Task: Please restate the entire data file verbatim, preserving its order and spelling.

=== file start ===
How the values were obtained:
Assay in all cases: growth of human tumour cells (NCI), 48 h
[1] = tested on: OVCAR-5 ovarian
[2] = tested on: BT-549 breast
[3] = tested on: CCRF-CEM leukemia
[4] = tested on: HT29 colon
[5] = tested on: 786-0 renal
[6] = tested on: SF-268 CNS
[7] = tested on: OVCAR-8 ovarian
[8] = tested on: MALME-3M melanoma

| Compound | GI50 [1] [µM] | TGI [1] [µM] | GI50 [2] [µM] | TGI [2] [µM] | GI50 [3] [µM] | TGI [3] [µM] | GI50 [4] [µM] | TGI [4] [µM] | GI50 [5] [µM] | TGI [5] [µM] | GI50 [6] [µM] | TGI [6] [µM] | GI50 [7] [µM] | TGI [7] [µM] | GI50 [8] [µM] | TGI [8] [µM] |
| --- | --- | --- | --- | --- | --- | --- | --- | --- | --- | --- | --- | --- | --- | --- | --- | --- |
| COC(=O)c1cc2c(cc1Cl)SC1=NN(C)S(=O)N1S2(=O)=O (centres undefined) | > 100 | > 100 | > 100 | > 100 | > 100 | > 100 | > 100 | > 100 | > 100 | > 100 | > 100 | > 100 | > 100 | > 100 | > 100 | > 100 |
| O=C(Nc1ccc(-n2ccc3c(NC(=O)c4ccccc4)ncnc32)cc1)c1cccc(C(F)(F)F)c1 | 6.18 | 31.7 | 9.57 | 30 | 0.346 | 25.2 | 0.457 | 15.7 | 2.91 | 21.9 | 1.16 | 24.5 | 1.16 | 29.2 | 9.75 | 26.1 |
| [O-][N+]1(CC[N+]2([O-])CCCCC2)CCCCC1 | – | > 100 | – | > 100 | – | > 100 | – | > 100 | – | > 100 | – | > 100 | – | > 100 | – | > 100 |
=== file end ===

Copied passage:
How the values were obtained:
Assay in all cases: growth of human tumour cells (NCI), 48 h
[1] = tested on: OVCAR-5 ovarian
[2] = tested on: BT-549 breast
[3] = tested on: CCRF-CEM leukemia
[4] = tested on: HT29 colon
[5] = tested on: 786-0 renal
[6] = tested on: SF-268 CNS
[7] = tested on: OVCAR-8 ovarian
[8] = tested on: MALME-3M melanoma

| Compound | GI50 [1] [µM] | TGI [1] [µM] | GI50 [2] [µM] | TGI [2] [µM] | GI50 [3] [µM] | TGI [3] [µM] | GI50 [4] [µM] | TGI [4] [µM] | GI50 [5] [µM] | TGI [5] [µM] | GI50 [6] [µM] | TGI [6] [µM] | GI50 [7] [µM] | TGI [7] [µM] | GI50 [8] [µM] | TGI [8] [µM] |
| --- | --- | --- | --- | --- | --- | --- | --- | --- | --- | --- | --- | --- | --- | --- | --- | --- |
| COC(=O)c1cc2c(cc1Cl)SC1=NN(C)S(=O)N1S2(=O)=O (centres undefined) | > 100 | > 100 | > 100 | > 100 | > 100 | > 100 | > 100 | > 100 | > 100 | > 100 | > 100 | > 100 | > 100 | > 100 | > 100 | > 100 |
| O=C(Nc1ccc(-n2ccc3c(NC(=O)c4ccccc4)ncnc32)cc1)c1cccc(C(F)(F)F)c1 | 6.18 | 31.7 | 9.57 | 30 | 0.346 | 25.2 | 0.457 | 15.7 | 2.91 | 21.9 | 1.16 | 24.5 | 1.16 | 29.2 | 9.75 | 26.1 |
| [O-][N+]1(CC[N+]2([O-])CCCCC2)CCCCC1 | – | > 100 | – | > 100 | – | > 100 | – | > 100 | – | > 100 | – | > 100 | – | > 100 | – | > 100 |